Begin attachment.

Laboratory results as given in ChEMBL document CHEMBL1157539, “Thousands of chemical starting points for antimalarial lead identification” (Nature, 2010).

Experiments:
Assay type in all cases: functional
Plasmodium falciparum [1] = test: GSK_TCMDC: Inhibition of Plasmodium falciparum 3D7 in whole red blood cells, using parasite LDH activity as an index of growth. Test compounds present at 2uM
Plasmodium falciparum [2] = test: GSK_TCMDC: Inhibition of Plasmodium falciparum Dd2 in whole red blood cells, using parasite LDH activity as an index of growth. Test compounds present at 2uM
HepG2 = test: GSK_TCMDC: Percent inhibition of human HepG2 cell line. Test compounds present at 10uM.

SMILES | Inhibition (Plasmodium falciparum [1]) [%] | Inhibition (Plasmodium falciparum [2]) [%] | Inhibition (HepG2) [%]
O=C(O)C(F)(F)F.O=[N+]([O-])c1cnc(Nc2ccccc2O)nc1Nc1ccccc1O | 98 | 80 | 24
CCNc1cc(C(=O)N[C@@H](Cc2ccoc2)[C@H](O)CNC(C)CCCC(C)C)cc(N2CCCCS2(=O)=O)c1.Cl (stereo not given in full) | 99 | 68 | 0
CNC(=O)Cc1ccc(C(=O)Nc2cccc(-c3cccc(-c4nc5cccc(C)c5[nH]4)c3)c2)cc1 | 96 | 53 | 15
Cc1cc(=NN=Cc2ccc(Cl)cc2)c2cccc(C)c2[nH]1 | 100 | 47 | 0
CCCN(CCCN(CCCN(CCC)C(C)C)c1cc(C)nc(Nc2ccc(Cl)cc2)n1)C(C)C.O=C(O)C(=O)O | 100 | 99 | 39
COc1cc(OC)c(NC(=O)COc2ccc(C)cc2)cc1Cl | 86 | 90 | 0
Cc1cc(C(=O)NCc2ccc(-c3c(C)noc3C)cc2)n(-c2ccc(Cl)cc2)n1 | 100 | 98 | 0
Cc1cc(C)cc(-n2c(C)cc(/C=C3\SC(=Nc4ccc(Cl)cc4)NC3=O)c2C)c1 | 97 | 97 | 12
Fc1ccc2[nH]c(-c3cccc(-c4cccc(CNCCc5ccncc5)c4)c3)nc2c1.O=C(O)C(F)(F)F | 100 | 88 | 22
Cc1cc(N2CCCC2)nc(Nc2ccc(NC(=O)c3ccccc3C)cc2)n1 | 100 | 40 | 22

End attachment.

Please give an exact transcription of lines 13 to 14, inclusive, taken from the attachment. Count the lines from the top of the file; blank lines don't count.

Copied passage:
COc1cc(OC)c(NC(=O)COc2ccc(C)cc2)cc1Cl | 86 | 90 | 0
Cc1cc(C(=O)NCc2ccc(-c3c(C)noc3C)cc2)n(-c2ccc(Cl)cc2)n1 | 100 | 98 | 0